Minotaur: more than a minefield of games

Life can sometimes take us through wonderfully divergent paths before revealing our true passion: the co-owners of the Princess Street game store worked in archeology and catering before finally settling on the business of games.

I sat down with one of the co-owners of Minotaur, Justine Scala, to learn about the way in which board games, even with all our online games, can be more than business and pleasure, but also, a lifestyle.

“[The other co-owner, Michael White] is one of my best friends – I’ve known him for 25 years,” she said.

From monster and robot-themed art shows, Minotaur branches out to showcase the work of local artists. It boasts a reputation for being a supportive network and more than simply a niche store.

How long have you owned the store?
Eight and a half years – a little more than that actually, we opened in 2005. I was living in Toronto and working in archeology [before opening Minotaur], and when we moved to Kingston, I decided before I opened up a store myself, I would work in retail in Kingston for a [few years]… to get to know the community.

Do you or Michael keep up with your past career interests still?
To an extent … Even though I was an archeologist for 10 years, I had put myself through school doing retail and Michael, before he was a caterer, had worked in a warehouse so he really knew the back end of things and I knew the front end of retail. And so, it has been an excellent partnership.

What would you say sets your store apart from other stores on Princess St. or in Kingston?
I think we’re fairly unique even if you look outside of Kingston … The thing that makes Minotaur more than a game store … or a hobby shop is the fact that we focus on anything that people can be actively engaged with … We do things like games and puzzles and crafting supplies – stuff you have to interact with.


Where are your games sourced?
We have over a 100 suppliers … we occasionally go to trade shows. We do a lot of online research. And when I’m traveling, I’m always on the lookout for new and interesting things as well.

In the past, have you featured work by Queen’s students?
Certainly, we’ve had art students show work here … [during] our art shows. I know there are people of college age who tend to sell stuff here that are extremely artistic. My focus is on what their art is rather than their educational background.

Why did you decide to incorporate them into your store? How often are the art shows?
When we opened [the store], the idea was always to have art shows. Usually we do about four a year. We pick a new theme and invite artists in the community to come in with pieces that fit that theme. So sometimes they’re interpretive and sometimes … they’re super literal … The group shows [which have been going on for about four years] have been really popular.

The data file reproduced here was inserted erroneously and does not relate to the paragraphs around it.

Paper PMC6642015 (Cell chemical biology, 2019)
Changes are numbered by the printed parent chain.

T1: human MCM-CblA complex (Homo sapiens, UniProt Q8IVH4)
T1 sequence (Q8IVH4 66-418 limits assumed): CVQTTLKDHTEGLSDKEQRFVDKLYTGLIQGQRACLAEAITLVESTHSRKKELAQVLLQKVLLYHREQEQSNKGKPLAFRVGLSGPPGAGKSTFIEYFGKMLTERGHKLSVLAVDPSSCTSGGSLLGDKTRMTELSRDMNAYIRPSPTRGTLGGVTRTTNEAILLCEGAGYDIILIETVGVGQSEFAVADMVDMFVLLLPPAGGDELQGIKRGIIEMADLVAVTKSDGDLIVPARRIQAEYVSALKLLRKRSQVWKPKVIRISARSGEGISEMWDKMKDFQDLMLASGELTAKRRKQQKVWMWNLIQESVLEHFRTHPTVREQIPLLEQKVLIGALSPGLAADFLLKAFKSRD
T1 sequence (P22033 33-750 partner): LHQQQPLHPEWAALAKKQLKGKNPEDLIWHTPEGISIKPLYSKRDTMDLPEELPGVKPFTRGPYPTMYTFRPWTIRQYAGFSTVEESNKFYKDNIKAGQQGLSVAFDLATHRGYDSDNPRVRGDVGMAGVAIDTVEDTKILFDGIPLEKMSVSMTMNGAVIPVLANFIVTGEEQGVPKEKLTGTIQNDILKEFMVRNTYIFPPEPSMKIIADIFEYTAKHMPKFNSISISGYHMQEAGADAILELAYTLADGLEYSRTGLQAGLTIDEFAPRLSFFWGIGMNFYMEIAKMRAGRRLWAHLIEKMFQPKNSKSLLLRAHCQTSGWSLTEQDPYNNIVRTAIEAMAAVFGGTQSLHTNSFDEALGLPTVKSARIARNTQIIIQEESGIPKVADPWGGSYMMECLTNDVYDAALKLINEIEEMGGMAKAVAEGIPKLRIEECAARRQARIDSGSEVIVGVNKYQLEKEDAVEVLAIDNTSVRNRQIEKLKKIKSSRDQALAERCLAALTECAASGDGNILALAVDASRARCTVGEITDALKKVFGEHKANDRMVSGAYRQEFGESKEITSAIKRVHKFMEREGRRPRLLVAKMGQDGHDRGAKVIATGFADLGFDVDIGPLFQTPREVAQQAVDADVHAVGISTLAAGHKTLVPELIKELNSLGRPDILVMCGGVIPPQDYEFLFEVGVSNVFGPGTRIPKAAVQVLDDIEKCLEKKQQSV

How did you get the idea to host game nights?
It was always … our concept to have a space where people could play games. Within a month of being open, we realized that we just weren’t going to be able to accommodate the number of people who wanted to play games so we started having more formal game nights.

Which age group would you say attends the game nights?
The vast majority of people are college-aged … The bulk of people who come, I would say, are between 18 and 35.

How are the tournaments and competitions?
We invented, and it’s now become a Canadian wide thing, the mixed board game tournament – it’s called the Great Canadian Board Game Blitz (GCBGB) now, but it started off as a tournament in our store.

What do you love best about the store?
The number one thing for me is the community engagement. That’s what keeps me going … I love the fact that I get to meet interesting people. Any way we can connect with the community, I think, is just really cool and I wouldn’t be able to do that as easily if I was working in an office.

For more information about Minotaur, please visit: http://www.minotaurgifts.com

Minotaur Games and Gifts is located at 165 Princess Street. They also host game nights twice a week, every Thursday and Sunday from 5 p.m. to 9 p.m.



This interview has been edited for clarity and length.

This article has been updated to reflect the following correction: The co-owner of Minotaur is named Michael White, not Michael Green. Incorrect information previously appeared. The Journal regrets the error.

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